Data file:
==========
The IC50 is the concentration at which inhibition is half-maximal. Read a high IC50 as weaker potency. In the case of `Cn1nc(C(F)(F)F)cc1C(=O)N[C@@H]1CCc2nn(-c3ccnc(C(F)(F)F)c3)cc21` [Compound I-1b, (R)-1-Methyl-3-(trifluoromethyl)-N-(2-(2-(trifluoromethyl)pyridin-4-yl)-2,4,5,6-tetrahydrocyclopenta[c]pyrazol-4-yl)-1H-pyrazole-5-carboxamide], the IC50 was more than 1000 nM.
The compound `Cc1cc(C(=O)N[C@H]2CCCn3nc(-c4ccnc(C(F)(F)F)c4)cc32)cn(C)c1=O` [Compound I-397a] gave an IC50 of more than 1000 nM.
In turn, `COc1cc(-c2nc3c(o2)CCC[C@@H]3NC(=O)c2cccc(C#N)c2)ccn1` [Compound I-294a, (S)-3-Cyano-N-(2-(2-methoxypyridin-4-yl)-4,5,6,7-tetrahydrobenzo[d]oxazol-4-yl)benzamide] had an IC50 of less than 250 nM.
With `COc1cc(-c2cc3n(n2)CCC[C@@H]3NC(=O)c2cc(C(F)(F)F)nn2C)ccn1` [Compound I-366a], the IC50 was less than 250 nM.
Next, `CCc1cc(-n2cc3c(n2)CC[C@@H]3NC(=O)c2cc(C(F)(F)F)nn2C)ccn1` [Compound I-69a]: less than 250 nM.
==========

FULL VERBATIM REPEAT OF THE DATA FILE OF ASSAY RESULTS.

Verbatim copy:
The IC50 is the concentration at which inhibition is half-maximal. Read a high IC50 as weaker potency. In the case of `Cn1nc(C(F)(F)F)cc1C(=O)N[C@@H]1CCc2nn(-c3ccnc(C(F)(F)F)c3)cc21` [Compound I-1b, (R)-1-Methyl-3-(trifluoromethyl)-N-(2-(2-(trifluoromethyl)pyridin-4-yl)-2,4,5,6-tetrahydrocyclopenta[c]pyrazol-4-yl)-1H-pyrazole-5-carboxamide], the IC50 was more than 1000 nM.
The compound `Cc1cc(C(=O)N[C@H]2CCCn3nc(-c4ccnc(C(F)(F)F)c4)cc32)cn(C)c1=O` [Compound I-397a] gave an IC50 of more than 1000 nM.
In turn, `COc1cc(-c2nc3c(o2)CCC[C@@H]3NC(=O)c2cccc(C#N)c2)ccn1` [Compound I-294a, (S)-3-Cyano-N-(2-(2-methoxypyridin-4-yl)-4,5,6,7-tetrahydrobenzo[d]oxazol-4-yl)benzamide] had an IC50 of less than 250 nM.
With `COc1cc(-c2cc3n(n2)CCC[C@@H]3NC(=O)c2cc(C(F)(F)F)nn2C)ccn1` [Compound I-366a], the IC50 was less than 250 nM.
Next, `CCc1cc(-n2cc3c(n2)CC[C@@H]3NC(=O)c2cc(C(F)(F)F)nn2C)ccn1` [Compound I-69a]: less than 250 nM.